The Impact of Substance Abuse on Child Custody Cases

Divorce is a challenging process, especially when children are involvedBoth parents may want custody over their child(ren) to continue bonding. When you and your ex-partner cannot reach a legal agreement for child custody, the judge will decide for you. In Colorado, substance abuse can severely impact child custody casesspecifically when it endangers the child. Continue reading to explore the impact of substance abuse on child custody cases. 

Drug Abuse Allegations

Substance abuse is a serious allegation that you should never make on a whim. False allegations in Court can reflect poorly on the accuser. If you believe or know your ex abuses substances, you can submit a motion to the Court to request that the other parent undergo a drug test or undergo monitoring for alcohol abuse.

Evidence of substance abuse could come from the parent’s behavior, third-party accounts, or other tangible evidence supporting the claim. Never make drug abuse allegations without any proof. Likewise, before making any allegations, talk with your family law custody attorney about it. They can help determine whether you have reasonable cause to file a claim of substance abuse against the other party.

The Impact on Parenting Time

Family courts in Colorado typically encourage shared custody and want both parents to be a part of the child’s life. However, if the accused parent agrees to take the drug test and it shows they abuse substances—alcohol, marijuana, or prescription drugs—it can negatively impact their custody case. This is especially true if the parent’s substance abuse endangers the children’s safety. Again, the Court’s primary concern is always to promote and protect children’s best interests in custody cases.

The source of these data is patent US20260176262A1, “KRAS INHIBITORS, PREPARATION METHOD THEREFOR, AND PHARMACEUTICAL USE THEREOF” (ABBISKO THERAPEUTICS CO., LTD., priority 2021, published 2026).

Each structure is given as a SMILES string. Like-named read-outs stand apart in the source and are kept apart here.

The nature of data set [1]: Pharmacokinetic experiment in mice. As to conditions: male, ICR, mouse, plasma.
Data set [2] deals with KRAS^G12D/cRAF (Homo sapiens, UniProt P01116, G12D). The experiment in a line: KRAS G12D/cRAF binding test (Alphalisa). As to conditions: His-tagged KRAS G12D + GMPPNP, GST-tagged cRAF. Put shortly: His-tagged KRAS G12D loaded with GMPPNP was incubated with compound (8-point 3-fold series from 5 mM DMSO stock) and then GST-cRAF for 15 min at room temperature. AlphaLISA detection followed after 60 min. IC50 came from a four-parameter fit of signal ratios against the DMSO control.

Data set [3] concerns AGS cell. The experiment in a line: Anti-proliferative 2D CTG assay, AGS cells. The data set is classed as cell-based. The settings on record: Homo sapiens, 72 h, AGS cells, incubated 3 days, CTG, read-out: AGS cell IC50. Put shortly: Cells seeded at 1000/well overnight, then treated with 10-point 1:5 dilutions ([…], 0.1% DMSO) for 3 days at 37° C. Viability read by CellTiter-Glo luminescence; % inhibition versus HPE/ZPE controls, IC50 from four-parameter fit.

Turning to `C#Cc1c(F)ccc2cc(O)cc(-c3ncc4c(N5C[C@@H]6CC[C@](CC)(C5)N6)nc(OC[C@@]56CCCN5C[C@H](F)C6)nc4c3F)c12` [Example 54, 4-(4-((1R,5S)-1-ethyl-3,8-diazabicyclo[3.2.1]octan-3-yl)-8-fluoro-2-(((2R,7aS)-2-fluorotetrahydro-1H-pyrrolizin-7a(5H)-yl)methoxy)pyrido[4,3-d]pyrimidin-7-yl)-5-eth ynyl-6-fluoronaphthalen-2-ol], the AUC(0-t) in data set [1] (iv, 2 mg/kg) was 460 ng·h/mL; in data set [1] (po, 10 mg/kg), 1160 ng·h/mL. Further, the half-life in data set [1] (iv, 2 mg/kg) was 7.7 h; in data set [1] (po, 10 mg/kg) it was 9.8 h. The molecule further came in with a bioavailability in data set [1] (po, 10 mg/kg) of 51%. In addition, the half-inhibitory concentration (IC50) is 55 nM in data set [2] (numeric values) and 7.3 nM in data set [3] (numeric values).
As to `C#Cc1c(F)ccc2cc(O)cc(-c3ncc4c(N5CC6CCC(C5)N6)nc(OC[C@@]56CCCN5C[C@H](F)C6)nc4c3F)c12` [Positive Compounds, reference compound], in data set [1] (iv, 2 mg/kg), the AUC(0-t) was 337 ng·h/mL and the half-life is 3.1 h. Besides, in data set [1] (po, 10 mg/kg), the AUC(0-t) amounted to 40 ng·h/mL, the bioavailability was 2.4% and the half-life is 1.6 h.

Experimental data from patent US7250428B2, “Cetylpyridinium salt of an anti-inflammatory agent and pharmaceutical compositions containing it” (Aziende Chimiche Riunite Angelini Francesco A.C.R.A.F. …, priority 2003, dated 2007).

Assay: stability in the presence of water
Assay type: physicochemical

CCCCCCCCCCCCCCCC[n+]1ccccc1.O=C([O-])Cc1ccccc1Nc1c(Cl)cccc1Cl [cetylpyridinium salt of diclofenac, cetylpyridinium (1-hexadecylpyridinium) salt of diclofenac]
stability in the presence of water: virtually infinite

A Court could also order a substance abuse evaluation for the party or appoint a child and family investigator (or CFI) to further investigate the accusations and whether the child is safe. The CFI will interview the parents and third parties, conduct a home visit, and review any test results for current or past substance abuse monitoring. A Court will apply the best-interest-of-the-child standard in making decisions regarding the child.

Supervised Visitation

Sometimes, the judge grants supervised visitation to the parent misusing a substance. This depends on several external factors and whether the parent can otherwise provide a safe place for their kids. Additionally, a parent seeking treatment is more likely to be approved for supervised visitation.

Supervised visitation means that the parent can spend limited and supervised time with their children. The supervisor is usually a trained professional or a neutral third party who remains present throughout the visit. Supervised visits allow the parent and child to bond without putting the latter in danger.

The Impact of Accepting Treatment

In Colorado, family courts find it admirable when a parent genuinely tries to address their substance abuse problems. Seeking treatment and rehabilitation shows a willingness to put the child’s well-being first and address the root cause of the problem.

Hire an Attorney

Substance abuse in child custody cases is a delicate topic that can drastically impact the case outcome for both parents. Understanding the impact of substance abuse on child custody cases makes it easier for you to move forward during your case. Furthermore, contacting an attorney at the start of your divorce makes it easier to achieve your legal goals. Jones Law Firm, PC, has over 20 years of experience, and we strive to meet all our client goals. Get the best legal team on your side.


The information on this website is for general information purposes only. Nothing on this site should be taken as legal advice for any individual case or situation. This information is not intended to create, and receipt or viewing does not constitute, an attorney-client relationship.

Our team includes attorneys licensed to practice in multiple states including April D. Jones in California, Patrick G. Barkman in Texas, the Cherokee Nation, the Northern District of Texas, and the District of Colorado (United States Court of Appeals 10th and 5th Circuit).